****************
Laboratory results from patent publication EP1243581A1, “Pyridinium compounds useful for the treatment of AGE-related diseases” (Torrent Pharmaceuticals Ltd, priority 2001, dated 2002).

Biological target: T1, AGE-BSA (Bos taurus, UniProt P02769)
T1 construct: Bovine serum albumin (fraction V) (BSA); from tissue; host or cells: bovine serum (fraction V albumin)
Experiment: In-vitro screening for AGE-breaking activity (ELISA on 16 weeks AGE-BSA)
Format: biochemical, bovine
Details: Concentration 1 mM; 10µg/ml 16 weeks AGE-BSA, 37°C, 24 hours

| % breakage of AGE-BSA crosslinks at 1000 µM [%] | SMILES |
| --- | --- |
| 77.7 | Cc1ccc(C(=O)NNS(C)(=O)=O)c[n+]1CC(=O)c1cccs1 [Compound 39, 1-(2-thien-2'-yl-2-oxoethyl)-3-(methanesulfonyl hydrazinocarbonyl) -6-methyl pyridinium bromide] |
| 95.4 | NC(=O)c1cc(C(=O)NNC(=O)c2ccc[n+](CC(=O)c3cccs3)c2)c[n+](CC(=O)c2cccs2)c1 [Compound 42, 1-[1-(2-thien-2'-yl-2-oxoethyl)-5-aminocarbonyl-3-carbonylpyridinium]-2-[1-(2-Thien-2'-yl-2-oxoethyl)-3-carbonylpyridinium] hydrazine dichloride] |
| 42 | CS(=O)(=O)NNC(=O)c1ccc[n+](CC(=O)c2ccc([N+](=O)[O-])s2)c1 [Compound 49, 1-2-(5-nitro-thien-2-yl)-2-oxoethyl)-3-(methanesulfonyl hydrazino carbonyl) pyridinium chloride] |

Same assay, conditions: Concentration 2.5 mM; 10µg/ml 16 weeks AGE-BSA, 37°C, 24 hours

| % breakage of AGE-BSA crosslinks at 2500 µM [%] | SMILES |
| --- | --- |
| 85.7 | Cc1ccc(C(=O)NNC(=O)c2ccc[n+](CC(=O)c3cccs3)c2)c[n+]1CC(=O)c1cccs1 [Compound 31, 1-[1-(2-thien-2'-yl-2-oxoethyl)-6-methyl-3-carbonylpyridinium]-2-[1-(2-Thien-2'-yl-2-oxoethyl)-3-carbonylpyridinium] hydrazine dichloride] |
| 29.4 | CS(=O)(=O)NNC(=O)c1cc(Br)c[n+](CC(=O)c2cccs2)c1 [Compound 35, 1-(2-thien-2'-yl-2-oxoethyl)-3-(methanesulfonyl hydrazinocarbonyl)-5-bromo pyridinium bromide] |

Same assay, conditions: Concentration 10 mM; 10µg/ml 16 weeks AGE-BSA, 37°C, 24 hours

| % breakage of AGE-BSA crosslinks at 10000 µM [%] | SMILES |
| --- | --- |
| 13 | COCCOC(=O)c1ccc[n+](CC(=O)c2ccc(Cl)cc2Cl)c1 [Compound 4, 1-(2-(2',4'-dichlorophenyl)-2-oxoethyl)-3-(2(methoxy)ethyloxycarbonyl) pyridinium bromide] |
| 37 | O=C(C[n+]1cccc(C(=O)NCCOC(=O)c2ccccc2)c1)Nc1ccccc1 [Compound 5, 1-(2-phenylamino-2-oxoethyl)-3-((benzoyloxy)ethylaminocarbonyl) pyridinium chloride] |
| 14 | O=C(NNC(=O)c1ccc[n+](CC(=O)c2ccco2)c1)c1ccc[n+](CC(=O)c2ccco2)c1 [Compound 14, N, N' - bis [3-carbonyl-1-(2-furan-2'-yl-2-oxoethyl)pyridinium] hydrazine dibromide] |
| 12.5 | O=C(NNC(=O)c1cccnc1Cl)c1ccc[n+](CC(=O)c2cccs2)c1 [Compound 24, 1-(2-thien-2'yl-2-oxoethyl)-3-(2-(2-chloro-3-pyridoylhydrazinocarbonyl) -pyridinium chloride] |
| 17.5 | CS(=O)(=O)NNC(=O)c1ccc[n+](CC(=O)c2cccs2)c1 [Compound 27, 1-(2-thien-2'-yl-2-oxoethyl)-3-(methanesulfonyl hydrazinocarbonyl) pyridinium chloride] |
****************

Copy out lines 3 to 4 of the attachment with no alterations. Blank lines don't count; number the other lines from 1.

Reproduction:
T1 construct: Bovine serum albumin (fraction V) (BSA); from tissue; host or cells: bovine serum (fraction V albumin)
Experiment: In-vitro screening for AGE-breaking activity (ELISA on 16 weeks AGE-BSA)